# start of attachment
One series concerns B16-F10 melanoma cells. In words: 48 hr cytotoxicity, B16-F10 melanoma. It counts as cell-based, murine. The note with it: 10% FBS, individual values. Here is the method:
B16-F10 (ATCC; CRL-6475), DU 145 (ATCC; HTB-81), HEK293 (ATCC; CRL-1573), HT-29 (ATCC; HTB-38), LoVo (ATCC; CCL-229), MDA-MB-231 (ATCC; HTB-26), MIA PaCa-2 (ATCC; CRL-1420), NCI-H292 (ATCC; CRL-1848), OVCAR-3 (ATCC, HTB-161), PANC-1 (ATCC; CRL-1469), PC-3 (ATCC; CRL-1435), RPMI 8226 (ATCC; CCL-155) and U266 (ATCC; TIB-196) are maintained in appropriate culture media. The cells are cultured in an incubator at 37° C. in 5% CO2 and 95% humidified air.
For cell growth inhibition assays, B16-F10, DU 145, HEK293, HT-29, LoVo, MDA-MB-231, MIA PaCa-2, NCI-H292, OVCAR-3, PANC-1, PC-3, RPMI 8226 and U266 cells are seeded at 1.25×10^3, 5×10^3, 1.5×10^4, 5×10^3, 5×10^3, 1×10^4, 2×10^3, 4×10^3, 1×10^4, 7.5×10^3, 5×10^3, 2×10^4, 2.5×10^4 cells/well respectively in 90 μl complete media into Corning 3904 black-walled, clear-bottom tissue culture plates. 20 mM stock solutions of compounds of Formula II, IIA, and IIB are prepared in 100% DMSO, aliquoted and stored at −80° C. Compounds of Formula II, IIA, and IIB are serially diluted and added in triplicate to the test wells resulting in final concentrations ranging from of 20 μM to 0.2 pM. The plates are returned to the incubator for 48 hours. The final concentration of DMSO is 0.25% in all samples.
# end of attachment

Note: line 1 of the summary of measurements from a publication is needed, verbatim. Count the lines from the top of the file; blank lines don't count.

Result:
One series concerns B16-F10 melanoma cells. In words: 48 hr cytotoxicity, B16-F10 melanoma. It counts as cell-based, murine. The note with it: 10% FBS, individual values. Here is the method: